Despite efforts to stay open during COVID-19 pandemic, Gov. Abbott orders Texas State Parks temporarily closed to the public
AUSTIN—Just a week after reminding the public that they were open for business, Texas State Parks chained their gates closed.
Effective at the close of business Tuesday, Texas Gov. Greg Abbott ordered all state parks closed to the public in order to maintain the safest environment for visitors, volunteers and staff. At a time when Texans are looking for different ways to get out of their homes for healthy activities, the announcement dealt yet another blow from the novel coronavirus COVID-19 pandemic.
State parks in the Heart of Texas region impacted by the closures will be Cleburne State Park, Dinosaur Valley State Park, Lake Whitney State Park, Meridian State Park and Mother Neff State Park.
“Given the myriad of challenges and heightened risks of operating the parks at this time, we believe this is the best course of action right now in order to meet the health and safety expectations the state has set out for the citizens of Texas,” Texas Parks and Wildlife Department Executive Director Carter Smith said. “All state parks will remain temporarily closed until public health and safety conditions improve.
“During the closure, staff will continue to steward and care for the parks to ensure they can be immediately reopened to visitors at the appropriate time.”
At a time when outdoor recreational opportunities such as hunting, fishing, biking, jogging, walking, hiking, wildlife viewing and the like represent essential activities for Texas citizens more than ever before, one of the state’s greatest natural resources has been cut off. But TPWD vows to continue to do its part to actively encourage and promote these opportunities in ways that are safe and close to home.
From the outset of the pandemic, TPWD worked diligently to facilitate access to the outdoors across the state, including in the state park system, which hosted nearly 740,000 day and overnight visitors throughout the month of March.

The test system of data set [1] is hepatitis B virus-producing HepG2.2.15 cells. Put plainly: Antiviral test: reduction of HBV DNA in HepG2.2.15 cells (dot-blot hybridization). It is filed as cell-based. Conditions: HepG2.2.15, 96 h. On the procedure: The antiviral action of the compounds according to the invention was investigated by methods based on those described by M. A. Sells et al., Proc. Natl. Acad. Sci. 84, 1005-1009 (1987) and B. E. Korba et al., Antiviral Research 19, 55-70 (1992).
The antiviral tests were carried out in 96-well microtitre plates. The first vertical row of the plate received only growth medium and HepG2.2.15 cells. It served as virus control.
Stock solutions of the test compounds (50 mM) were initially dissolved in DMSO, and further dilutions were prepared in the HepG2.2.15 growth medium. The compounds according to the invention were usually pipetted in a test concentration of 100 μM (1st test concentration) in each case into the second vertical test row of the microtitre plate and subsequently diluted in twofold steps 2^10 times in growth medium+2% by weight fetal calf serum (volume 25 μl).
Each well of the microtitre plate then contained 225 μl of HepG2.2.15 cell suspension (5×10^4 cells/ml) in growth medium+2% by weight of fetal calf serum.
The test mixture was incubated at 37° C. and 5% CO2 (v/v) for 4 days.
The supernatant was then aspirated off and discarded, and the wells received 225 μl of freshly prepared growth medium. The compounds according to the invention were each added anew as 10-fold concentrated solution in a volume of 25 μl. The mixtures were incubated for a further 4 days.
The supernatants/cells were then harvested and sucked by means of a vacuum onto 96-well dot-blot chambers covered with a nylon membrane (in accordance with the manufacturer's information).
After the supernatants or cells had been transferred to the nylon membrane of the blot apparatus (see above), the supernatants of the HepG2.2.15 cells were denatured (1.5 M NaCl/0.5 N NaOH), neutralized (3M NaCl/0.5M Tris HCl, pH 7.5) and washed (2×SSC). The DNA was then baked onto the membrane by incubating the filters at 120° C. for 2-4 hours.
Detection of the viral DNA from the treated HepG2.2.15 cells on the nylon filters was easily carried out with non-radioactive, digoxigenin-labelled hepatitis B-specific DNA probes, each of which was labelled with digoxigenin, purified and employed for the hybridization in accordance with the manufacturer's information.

But despite the implementation of increasingly restrictive visitor use measures to help minimize the transmission of COVID-19 at parks, TPWD reached a point where public safety considerations of those in the parks, and in the surrounding communities, had to take precedence over continued operations.
Difficulty in ensuring compliance with social distancing, problems in maintaining adequate supplies and keeping park facilities sufficiently sanitized represented only a few of the challenges encountered by state park staff.
Prior to the statewide closure, most state parks remained open while employing some unique procedures to help protect the health and well-being of visitors, volunteers and staff. As of April 1, all day-use and camping permits had to be purchased online before visiting a state park.
In addition, fewer park visitors were allowed to makes it easier to comply with social distancing guidelines. Sites where more than 10 people could gather had already been closed, including headquarters buildings, group sites, interpretive centers and stores.
While parks remain closed to the public, staff will be working to help maintain the standard upkeep, maintenance, stewardship, and continued regular cleaning of site facilities. The TPWD will continue to stay current with the latest public health recommendations and will announce when a definite reopening date has been determined.
In the meantime, the Texas State Parks Customer Service Center will be working toward contacting customers with upcoming overnight reservations to reimburse stays booked through the reservation system. Group and facility reservations have been cancelled until April 30. Cancelled reservations will not be charged normal administrative fees.
Day passes purchased through the reservation system, not associated to the Texas State Parks Pass, will also be refunded without penalties. The Texas State Parks Customer Service Center will automatically process cancellations of both overnight and day-use reservations.
If your reservation has been impacted by a facility or park closure, a Customer Service Center agent will contact you – you do not need to contact TPWD as they will be contacting customers in order of arrival date and appreciate your patience.
Questions regarding state park reservations can be emailed to email@example.com and general park information can be found at TexasStateParks.org.
Photos by SIMONE WICHERS-VOSS
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